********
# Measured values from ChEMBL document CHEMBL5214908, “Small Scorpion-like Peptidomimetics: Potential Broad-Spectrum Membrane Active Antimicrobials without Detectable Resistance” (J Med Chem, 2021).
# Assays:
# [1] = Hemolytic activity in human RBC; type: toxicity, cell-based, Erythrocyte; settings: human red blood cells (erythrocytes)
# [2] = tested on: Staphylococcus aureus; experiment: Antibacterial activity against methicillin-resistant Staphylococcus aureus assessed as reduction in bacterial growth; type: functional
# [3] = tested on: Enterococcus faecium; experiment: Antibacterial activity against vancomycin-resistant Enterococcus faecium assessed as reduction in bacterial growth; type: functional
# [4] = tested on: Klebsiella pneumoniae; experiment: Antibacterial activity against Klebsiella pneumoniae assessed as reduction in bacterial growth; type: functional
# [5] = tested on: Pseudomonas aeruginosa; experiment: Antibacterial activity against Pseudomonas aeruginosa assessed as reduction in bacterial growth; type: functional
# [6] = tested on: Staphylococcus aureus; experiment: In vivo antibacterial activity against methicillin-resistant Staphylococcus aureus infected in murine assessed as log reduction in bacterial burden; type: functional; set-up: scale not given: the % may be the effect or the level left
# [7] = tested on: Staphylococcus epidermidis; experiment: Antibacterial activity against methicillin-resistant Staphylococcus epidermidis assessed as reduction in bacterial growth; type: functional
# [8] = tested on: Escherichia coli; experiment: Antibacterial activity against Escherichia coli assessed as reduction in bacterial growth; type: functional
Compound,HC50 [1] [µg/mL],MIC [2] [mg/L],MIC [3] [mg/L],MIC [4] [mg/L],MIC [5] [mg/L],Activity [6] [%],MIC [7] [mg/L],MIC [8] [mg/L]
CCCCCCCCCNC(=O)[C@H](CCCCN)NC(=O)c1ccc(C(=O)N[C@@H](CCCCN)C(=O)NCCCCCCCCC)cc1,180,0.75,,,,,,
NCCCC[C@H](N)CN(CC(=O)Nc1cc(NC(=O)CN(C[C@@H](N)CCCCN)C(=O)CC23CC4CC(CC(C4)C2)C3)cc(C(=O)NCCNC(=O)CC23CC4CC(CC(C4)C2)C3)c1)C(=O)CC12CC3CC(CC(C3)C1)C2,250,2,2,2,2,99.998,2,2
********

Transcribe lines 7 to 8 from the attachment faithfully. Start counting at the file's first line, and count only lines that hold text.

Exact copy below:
# [5] = tested on: Pseudomonas aeruginosa; experiment: Antibacterial activity against Pseudomonas aeruginosa assessed as reduction in bacterial growth; type: functional
# [6] = tested on: Staphylococcus aureus; experiment: In vivo antibacterial activity against methicillin-resistant Staphylococcus aureus infected in murine assessed as log reduction in bacterial burden; type: functional; set-up: scale not given: the % may be the effect or the level left